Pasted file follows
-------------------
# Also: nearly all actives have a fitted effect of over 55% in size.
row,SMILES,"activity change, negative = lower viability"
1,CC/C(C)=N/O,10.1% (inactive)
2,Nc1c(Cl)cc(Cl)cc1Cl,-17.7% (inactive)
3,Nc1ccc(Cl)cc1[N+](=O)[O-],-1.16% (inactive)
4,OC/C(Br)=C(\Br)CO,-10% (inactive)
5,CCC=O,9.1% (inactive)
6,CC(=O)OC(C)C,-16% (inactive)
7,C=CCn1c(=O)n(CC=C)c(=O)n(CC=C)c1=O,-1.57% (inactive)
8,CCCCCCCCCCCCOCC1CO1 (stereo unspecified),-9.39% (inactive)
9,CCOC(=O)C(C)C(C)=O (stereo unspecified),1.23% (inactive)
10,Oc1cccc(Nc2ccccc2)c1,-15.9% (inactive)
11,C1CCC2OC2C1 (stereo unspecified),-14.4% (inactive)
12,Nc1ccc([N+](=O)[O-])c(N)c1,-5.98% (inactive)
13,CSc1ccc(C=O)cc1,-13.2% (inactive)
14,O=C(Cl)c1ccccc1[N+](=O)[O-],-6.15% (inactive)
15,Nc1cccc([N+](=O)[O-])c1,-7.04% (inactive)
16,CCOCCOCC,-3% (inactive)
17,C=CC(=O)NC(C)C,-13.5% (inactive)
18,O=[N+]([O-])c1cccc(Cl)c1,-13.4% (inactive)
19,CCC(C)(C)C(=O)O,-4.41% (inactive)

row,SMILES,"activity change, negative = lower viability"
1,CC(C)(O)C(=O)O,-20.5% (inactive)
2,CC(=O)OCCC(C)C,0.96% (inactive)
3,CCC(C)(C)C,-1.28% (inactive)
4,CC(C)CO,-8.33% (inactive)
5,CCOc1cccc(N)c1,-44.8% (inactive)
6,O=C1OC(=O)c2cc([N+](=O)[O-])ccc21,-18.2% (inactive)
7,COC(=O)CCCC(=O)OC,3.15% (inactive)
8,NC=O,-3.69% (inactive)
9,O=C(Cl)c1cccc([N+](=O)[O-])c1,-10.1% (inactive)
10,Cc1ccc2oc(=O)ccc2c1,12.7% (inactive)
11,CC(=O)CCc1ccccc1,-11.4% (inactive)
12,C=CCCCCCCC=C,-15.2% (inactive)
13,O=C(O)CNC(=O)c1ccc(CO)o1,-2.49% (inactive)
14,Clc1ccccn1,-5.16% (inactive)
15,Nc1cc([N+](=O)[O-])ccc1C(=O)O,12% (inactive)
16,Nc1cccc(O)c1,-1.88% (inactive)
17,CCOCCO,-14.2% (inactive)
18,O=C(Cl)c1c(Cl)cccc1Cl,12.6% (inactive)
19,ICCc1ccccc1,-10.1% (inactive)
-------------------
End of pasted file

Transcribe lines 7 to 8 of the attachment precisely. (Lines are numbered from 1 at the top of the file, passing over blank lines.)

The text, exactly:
5,CCC=O,9.1% (inactive)
6,CC(=O)OC(C)C,-16% (inactive)